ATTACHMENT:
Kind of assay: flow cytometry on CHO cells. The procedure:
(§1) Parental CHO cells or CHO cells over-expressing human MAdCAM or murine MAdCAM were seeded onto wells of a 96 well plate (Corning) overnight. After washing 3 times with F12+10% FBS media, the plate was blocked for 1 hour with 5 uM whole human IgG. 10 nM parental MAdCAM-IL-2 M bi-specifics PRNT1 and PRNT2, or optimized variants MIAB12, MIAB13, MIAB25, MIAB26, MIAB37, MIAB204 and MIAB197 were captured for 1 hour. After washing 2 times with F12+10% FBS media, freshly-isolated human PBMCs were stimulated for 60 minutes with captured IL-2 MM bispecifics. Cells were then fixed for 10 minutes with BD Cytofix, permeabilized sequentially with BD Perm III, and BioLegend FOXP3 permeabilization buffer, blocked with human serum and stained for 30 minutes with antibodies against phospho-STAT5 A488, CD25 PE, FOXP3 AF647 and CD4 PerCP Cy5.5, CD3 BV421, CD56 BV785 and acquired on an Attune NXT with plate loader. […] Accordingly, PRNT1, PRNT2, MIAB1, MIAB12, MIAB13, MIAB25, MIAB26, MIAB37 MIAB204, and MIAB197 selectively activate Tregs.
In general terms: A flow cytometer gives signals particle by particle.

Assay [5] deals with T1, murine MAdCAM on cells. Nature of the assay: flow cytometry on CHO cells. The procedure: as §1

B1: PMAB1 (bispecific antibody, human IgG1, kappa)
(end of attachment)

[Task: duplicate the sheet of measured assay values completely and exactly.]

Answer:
Kind of assay: flow cytometry on CHO cells. The procedure:
(§1) Parental CHO cells or CHO cells over-expressing human MAdCAM or murine MAdCAM were seeded onto wells of a 96 well plate (Corning) overnight. After washing 3 times with F12+10% FBS media, the plate was blocked for 1 hour with 5 uM whole human IgG. 10 nM parental MAdCAM-IL-2 M bi-specifics PRNT1 and PRNT2, or optimized variants MIAB12, MIAB13, MIAB25, MIAB26, MIAB37, MIAB204 and MIAB197 were captured for 1 hour. After washing 2 times with F12+10% FBS media, freshly-isolated human PBMCs were stimulated for 60 minutes with captured IL-2 MM bispecifics. Cells were then fixed for 10 minutes with BD Cytofix, permeabilized sequentially with BD Perm III, and BioLegend FOXP3 permeabilization buffer, blocked with human serum and stained for 30 minutes with antibodies against phospho-STAT5 A488, CD25 PE, FOXP3 AF647 and CD4 PerCP Cy5.5, CD3 BV421, CD56 BV785 and acquired on an Attune NXT with plate loader. […] Accordingly, PRNT1, PRNT2, MIAB1, MIAB12, MIAB13, MIAB25, MIAB26, MIAB37 MIAB204, and MIAB197 selectively activate Tregs.
In general terms: A flow cytometer gives signals particle by particle.

Assay [5] deals with T1, murine MAdCAM on cells. Nature of the assay: flow cytometry on CHO cells. The procedure: as §1

B1: PMAB1 (bispecific antibody, human IgG1, kappa)